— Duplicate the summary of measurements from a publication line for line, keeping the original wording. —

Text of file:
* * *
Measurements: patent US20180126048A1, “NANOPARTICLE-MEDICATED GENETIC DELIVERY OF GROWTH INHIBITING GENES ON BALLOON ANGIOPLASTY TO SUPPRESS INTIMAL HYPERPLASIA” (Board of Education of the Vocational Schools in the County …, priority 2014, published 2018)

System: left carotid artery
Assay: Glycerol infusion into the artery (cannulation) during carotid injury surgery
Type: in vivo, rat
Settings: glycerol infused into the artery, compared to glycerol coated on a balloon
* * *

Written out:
Measurements: patent US20180126048A1, “NANOPARTICLE-MEDICATED GENETIC DELIVERY OF GROWTH INHIBITING GENES ON BALLOON ANGIOPLASTY TO SUPPRESS INTIMAL HYPERPLASIA” (Board of Education of the Vocational Schools in the County …, priority 2014, published 2018)

System: left carotid artery
Assay: Glycerol infusion into the artery (cannulation) during carotid injury surgery
Type: in vivo, rat
Settings: glycerol infused into the artery, compared to glycerol coated on a balloon